The other day, I saw someone asking whether the “Irish Car Bomb” drink is popular in Ireland. From what I have read, this cocktail is a mixture of Irish cream, whiskey and stout. It is also sometimes referred to as an “Irish Slammer”, simply because you have to drink it quickly before the cream begins to curdle.
Do they serve “Irish Car Bombs” in Ireland?
Personally speaking, I have never even heard of such a drink. And I have been living in Ireland for over thirty years. Nor have I ever seen it being listed on any cocktail menu.
While reading around online, I came across multiple stories of American tourists attempting to order the cocktail in Irish pubs. In most cases, the bartender had no clue what they were talking about. In other cases, the bartender became offended by the name of the drink.
Essentially, this is an American cocktail. The word “Irish” is only used because the drinks used in the mixture are Irish.
Will Irish people get offended if I ask for one?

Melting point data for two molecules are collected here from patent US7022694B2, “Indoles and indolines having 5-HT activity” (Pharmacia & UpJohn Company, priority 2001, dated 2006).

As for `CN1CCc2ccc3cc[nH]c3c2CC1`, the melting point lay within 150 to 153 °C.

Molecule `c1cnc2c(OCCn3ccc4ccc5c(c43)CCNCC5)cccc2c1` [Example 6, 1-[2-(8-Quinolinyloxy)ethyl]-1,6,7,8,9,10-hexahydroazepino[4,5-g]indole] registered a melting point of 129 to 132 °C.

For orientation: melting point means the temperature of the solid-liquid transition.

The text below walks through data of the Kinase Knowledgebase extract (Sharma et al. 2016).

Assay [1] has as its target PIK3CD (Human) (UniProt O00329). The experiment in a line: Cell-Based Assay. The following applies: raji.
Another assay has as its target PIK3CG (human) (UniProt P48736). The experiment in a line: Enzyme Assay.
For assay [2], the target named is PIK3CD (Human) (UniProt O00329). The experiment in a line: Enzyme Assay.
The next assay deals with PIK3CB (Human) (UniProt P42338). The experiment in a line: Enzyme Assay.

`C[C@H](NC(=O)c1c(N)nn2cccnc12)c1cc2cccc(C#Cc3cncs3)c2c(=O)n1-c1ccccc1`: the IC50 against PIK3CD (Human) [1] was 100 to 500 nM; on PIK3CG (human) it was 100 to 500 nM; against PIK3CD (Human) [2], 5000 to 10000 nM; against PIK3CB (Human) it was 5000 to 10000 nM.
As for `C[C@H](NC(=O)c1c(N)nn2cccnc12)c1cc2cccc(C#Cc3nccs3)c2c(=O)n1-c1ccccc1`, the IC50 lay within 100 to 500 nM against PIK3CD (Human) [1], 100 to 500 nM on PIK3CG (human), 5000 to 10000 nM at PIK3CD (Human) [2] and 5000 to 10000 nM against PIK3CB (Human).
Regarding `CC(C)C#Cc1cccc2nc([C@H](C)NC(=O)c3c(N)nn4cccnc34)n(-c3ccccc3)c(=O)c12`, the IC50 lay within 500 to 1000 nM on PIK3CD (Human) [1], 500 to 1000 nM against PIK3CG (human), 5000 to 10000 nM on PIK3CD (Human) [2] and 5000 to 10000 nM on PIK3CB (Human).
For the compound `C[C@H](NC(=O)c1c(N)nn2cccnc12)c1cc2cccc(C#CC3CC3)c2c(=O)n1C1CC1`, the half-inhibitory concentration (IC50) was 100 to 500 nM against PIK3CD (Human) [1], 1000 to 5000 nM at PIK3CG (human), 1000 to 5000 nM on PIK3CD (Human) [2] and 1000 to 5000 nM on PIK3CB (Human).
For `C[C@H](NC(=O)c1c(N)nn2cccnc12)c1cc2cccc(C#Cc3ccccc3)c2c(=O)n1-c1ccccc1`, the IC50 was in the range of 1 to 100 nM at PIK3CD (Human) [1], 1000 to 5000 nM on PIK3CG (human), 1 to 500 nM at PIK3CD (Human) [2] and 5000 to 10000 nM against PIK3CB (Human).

I can only speak for myself when I say that the name doesn’t really offend me. However, I can’t really pretend to know how other Irish people will react if you ask them for such a drink.
If you are in Ireland and you really want to drink an Irish Car Bomb, then you should probably just refer to it as an “Irish Slammer” instead. That way, you can play it safe and avoid offending the bartender or those within earshot. If you ignore this advice, then there is a chance that you will be mocked or berated.
Put it this way: If I were to travel to the USA and order a drink that was named after a dark moment in American history, I doubt that it would be received so well.
Why would the name be seen as offensive?
Possibly because the name is inspired by the troubles that occurred in Ireland. In 1998, a car bomb exploded in the Northern Ireland town of Omagh, killing 29 people. In 1974, 34 Irish people were killed when four car bombs exploded in Dublin and Monaghan. Events like these are well-remembered. Therefore, people may interpret the name as something that is making light of those atrocities. They may also feel angered that a tourist would have the gall to travel to Ireland and ask for such a cocktail.
Hopefully, this article convinced you to avoid such a situation!